Regards,

Tony Cosentino

VP & Research Director

We recently completed our benchmark research on next-generation business intelligence. Ventana Research looks as next-generation BI as a function of traditional BI that is converging with new technologies such as mobility, collaboration and cloud computing. Just a few years ago business intelligence might have been considered a mature category with incremental growth, but now it’s growing in new directions and it’s difficult today to call business intelligence mature.

vr_ngbi_br_mobile_device_deploymentsOne of the reasons for the dramatic change in business intelligence is the impact of consumer technologies in the workplace. Our study shows that 53 percent of companies are currently deploying or plan to deploy tablet computers in their BI environments. This trend is driven by executives who have started to bring their devices to work and are asking for support – the so-called BYOD movement.

From the BYOD trend, it is apparent that ease-of-use and integration expectations are being led at the consumer level. Think about how easy it is to do things on an application like Yelp, where social, local and mobile technologies come together in real time to offer insights on our choice of restaurants.

When we port these expectations into the business environment, however, the tools we have in place do not meet these expectations. In our study, only 28 percent say they are fully satisfied with mobile BI, and only 32 percent with collaborative BI. Furthermore, our maturity model shows that while the people and technology categories are mature, information and processes are immature and holding companies back with respect to next-generation BI. This makes sense, since people have the technology and are skilled at using it in consumer environments, but they lack integrated information in the workplace, as well as the processes they need to take advantage of next-generation BI capabilities. Until businesses can take advantage of the kind of integration available in the consumer environment, we will likely see the satisfaction with these technologies stay relatively low.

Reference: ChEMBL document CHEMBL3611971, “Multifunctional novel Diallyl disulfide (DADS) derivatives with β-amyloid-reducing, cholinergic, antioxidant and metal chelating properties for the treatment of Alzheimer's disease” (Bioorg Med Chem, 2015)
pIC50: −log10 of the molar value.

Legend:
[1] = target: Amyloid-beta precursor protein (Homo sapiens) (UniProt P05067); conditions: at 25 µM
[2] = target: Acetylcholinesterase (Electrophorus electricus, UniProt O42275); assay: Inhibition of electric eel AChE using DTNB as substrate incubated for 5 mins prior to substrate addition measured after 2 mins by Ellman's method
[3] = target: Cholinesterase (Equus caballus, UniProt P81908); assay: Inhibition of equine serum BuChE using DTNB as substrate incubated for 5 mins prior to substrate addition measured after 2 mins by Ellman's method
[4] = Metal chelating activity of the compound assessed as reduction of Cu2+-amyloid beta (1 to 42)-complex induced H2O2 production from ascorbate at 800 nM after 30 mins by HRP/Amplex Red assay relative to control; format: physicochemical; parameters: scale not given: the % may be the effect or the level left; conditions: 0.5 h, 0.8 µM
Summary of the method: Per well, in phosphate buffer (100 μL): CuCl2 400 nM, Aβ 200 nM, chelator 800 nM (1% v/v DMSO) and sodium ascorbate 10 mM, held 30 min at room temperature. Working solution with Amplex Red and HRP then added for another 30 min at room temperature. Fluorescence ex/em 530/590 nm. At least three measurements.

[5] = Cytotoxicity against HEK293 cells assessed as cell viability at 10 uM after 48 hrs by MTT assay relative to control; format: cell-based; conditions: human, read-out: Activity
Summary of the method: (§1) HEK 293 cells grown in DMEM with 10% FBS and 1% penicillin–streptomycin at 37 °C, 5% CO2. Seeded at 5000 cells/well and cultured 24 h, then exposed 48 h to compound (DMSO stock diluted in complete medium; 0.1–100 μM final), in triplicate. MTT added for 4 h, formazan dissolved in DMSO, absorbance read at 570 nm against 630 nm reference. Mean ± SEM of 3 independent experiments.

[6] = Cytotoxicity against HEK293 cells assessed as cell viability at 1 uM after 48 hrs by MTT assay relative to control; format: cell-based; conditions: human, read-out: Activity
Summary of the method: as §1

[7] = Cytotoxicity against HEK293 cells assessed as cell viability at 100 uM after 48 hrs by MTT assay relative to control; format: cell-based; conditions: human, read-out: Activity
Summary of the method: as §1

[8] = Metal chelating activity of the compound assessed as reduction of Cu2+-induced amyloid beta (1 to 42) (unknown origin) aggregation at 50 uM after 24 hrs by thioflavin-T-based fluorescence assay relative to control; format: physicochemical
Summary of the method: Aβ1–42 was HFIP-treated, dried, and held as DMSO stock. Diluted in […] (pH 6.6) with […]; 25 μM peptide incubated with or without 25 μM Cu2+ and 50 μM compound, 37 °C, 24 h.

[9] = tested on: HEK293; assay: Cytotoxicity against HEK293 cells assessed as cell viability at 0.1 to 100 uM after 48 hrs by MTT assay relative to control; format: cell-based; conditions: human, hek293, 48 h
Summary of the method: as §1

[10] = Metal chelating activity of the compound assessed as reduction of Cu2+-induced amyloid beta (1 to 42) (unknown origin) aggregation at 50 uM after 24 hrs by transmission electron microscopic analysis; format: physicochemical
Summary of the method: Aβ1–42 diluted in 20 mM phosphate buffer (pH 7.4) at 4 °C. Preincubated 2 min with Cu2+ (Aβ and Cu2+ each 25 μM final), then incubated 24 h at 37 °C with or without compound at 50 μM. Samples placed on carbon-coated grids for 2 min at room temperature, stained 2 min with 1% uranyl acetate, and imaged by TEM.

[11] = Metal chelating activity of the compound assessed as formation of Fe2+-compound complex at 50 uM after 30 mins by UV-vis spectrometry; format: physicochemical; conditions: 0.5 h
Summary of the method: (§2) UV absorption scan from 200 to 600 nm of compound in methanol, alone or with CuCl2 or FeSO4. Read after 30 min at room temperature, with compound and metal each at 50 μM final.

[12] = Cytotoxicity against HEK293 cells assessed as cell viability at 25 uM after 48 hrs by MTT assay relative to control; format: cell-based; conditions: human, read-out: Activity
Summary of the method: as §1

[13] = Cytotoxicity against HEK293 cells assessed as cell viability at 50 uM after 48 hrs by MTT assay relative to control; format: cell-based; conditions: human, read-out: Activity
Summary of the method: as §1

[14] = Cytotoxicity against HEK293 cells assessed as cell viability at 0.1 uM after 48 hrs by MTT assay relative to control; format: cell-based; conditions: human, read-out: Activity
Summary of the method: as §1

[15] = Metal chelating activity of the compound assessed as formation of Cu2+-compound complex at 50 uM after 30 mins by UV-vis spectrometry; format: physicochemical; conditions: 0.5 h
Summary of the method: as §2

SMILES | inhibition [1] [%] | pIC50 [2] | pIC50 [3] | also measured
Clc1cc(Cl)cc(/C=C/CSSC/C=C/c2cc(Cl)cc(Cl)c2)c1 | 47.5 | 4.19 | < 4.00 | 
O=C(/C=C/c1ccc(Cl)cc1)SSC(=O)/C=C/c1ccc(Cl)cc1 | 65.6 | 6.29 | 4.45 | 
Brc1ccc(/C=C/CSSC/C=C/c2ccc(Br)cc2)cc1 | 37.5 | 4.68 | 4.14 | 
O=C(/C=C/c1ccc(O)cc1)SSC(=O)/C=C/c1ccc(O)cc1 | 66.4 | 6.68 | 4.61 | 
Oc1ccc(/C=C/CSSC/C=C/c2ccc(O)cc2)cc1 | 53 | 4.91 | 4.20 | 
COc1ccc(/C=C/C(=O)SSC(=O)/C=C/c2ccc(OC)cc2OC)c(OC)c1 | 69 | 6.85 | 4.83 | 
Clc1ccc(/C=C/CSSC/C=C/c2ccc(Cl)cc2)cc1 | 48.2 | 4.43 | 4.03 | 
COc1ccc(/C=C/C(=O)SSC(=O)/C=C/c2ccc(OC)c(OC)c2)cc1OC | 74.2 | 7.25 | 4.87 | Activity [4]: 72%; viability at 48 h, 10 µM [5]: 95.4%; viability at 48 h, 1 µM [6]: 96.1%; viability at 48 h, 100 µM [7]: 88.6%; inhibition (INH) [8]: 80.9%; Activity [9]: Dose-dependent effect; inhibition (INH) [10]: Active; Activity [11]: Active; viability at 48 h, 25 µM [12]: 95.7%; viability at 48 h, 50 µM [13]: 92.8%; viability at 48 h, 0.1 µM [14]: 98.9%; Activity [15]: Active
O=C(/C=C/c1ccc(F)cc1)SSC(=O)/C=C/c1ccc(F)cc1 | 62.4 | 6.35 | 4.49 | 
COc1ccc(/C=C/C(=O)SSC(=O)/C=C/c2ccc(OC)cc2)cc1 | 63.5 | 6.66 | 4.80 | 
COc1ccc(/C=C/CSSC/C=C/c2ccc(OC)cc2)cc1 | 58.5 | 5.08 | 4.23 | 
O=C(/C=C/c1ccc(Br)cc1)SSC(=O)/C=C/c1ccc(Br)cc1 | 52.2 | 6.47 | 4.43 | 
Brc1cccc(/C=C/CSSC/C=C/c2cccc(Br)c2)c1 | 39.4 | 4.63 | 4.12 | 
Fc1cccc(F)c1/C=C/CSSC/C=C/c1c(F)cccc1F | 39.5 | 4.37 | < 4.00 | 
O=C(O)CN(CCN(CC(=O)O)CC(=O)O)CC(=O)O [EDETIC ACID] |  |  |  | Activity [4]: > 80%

Unfortunately, we found no coalescence around any particular access method. Just under two-fifth of the study (38%) prefer business intelligence applications as the primary access method for collaborative BI, but 36 percent prefer access through office productivity tools, and 34 percent prefer access through applications themselves.

Clearly, next-generation business intelligence is extremelyvr_ngbi_br_collaboration_tool_access_preferences important and can provide real competitive advantages, but it is still a bit of a mine field. For this reason, we strongly encourage companies to look at their information environments, consider current role-based workflows, and develop solutions that fit as seamlessly as possible into their environments. The alternative – deploying next-generation BI in a horizontal manner without careful thought for how the technologies integrate with the surrounding people, process and information – is just asking for trouble.

Regards,

Tony Cosentino

VP and Research Director

GoodData has been around since 2007, but it has seen especially explosive growth in the last year due to the fast adoption of cloud Business Intelligence. In a recent meeting, Roman Stanek, the company’s CEO, told me GoodData has more than 6,000 customers, and that many of these are household names. Given that he publicly stated a customer base of around 2,500 last year, it appears that the company’s growth is on an exponential curve. This momentum is attracting significant investment in the company, with funding of $25 million of capital for a Series C round in July of this year. The cumulative total is now more than $55 million invested in the business.